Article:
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4 Ways To Be A Less Angry Parent

We can’t say this enough: parenting is tough. Absolutely nothing will prepare you for what will be the most challenging and chaotic chapter of your life. Yes, parenthood is hugely rewarding, but it is an emotional rollercoaster riddled with anything from hair-pulling frustration and seething anger to mental exhaustion and overwhelming despair.

On those days, it is easy to lose sight of the joys that come with being a parent. In an ideal world, the kids would always be well-behaved, obedient angels who never made things difficult, much less throw massive temper tantrums. And we’d be the perfect parents who always knew and did the right thing. There would be zero self-doubt or guilt (“Did I do something wrong? Why is my child always the one going out of control?”, “I’m a terrible mum. Why do I always flare up at the kids?”), and every parenting moment would fill us with joy and gratitude.

For parents who are constantly struggling with feelings of anger and negativity, you are not alone. No matter how picture perfect other families seem on the surface, we guarantee they’ve had their fair share of trying moments. So instead of struggling to achieve unrealistic ideals, learning how to deal with challenging situations and how to alleviate some everyday stressors will not only help keep the anger away but also allow you to enjoy each precious moment with your child – the good, the bad and the ugly.

Identify your triggers

Not getting enough shut-eye, having to deal with the kids on your own for days on end, staying indoors for too long, not having enough time for yourself… these are common triggers that may lead to having less patience, lower tolerance and more angry feelings. Much like how some people stay away from coffee because it triggers migraines, knowing what pushes your buttons can help you to plan in advance and avoid potential pitfalls.

Get recharged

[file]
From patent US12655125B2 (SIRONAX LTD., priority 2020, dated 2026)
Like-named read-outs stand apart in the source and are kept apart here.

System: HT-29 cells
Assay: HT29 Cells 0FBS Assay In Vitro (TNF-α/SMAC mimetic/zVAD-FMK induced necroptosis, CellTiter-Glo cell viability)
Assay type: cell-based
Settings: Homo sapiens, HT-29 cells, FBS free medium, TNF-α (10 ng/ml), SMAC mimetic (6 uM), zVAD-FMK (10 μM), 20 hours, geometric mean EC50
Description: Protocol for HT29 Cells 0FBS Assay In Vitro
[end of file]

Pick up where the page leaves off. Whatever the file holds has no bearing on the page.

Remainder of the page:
Similar to a weary soldier on the battlefield of a long war, parenting is a 24/7 commitment that drains out even the most hardened of parents. Yes, some degree of sacrifice is called for, but there is absolutely no shame in prioritising self-care whenever possible. Be it getting trusted family members to watch the kids while you take a day off, putting the kids to bed early so you can Netflix and chill, or carving out time to pursue a personal hobby, figure what recharges and brings you happiness. Your family will thank you.

Do a reset

Kids are unpredictable. So naturally, there is no one-size-fits-all parenting solution, and it is normal to find that the strategies you painstakingly implemented might require some tweaking after awhile. But if you realise that the kids are slowly spiralling out of control – disregarding the rules, manipulating certain situations, frequently throwing temper tantrums, etc. – then it may be time for a “reset”. This means evaluating your parenting rules to weed out any irrelevant and unrealistic ones. Explain your expectations and be consistent in enforcing the rules (and the consequences of breaking them). It is a tedious process, but the results are well worth it.

Reappraise the situation

According to research, we are able to shift our emotional responses by changing how we appraise situations. For example, it is easy to get worked up when someone is lashing out at you. But would you get angry if you knew that the opposite party was going through a difficult personal crisis? You definitely wouldn’t be as ticked off.

“Reappraising” the situation not only makes it easier to resist anger, it also changes the emotions you feel towards that very exact scenario. As such, during trying situations such as having your toddler meltdown in the aisles of a busy supermarket, regulate your emotions by reappraising the situation. The goal is to turn your viewpoint of a negative situation (such as having a red-faced three-year-old about to scream their way to an expensive toy) into a positive one (focusing on this opportunity to school your toddler on why tantrums won’t work with you).

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